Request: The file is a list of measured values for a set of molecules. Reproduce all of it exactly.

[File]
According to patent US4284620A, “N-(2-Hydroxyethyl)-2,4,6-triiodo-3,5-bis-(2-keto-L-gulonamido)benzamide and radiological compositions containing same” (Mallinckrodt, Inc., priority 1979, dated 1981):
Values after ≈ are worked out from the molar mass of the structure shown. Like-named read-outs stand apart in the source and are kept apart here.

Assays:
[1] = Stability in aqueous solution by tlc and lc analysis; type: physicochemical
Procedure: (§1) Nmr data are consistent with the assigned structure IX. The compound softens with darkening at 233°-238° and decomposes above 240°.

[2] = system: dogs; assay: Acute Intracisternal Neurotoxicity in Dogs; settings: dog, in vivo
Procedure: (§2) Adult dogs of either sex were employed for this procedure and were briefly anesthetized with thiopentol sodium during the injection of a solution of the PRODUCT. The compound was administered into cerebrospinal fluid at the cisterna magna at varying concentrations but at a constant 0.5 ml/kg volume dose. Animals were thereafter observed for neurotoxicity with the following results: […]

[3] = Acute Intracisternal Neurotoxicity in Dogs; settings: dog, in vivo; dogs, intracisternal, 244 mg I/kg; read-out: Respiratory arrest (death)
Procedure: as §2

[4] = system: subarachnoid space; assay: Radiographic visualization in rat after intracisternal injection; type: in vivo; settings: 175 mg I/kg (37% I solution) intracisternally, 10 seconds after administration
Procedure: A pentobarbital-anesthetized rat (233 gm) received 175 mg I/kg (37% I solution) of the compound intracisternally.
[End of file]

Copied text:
According to patent US4284620A, “N-(2-Hydroxyethyl)-2,4,6-triiodo-3,5-bis-(2-keto-L-gulonamido)benzamide and radiological compositions containing same” (Mallinckrodt, Inc., priority 1979, dated 1981):
Values after ≈ are worked out from the molar mass of the structure shown. Like-named read-outs stand apart in the source and are kept apart here.

Assays:
[1] = Stability in aqueous solution by tlc and lc analysis; type: physicochemical
Procedure: (§1) Nmr data are consistent with the assigned structure IX. The compound softens with darkening at 233°-238° and decomposes above 240°.

[2] = system: dogs; assay: Acute Intracisternal Neurotoxicity in Dogs; settings: dog, in vivo
Procedure: (§2) Adult dogs of either sex were employed for this procedure and were briefly anesthetized with thiopentol sodium during the injection of a solution of the PRODUCT. The compound was administered into cerebrospinal fluid at the cisterna magna at varying concentrations but at a constant 0.5 ml/kg volume dose. Animals were thereafter observed for neurotoxicity with the following results: […]

[3] = Acute Intracisternal Neurotoxicity in Dogs; settings: dog, in vivo; dogs, intracisternal, 244 mg I/kg; read-out: Respiratory arrest (death)
Procedure: as §2

[4] = system: subarachnoid space; assay: Radiographic visualization in rat after intracisternal injection; type: in vivo; settings: 175 mg I/kg (37% I solution) intracisternally, 10 seconds after administration
Procedure: A pentobarbital-anesthetized rat (233 gm) received 175 mg I/kg (37% I solution) of the compound intracisternally.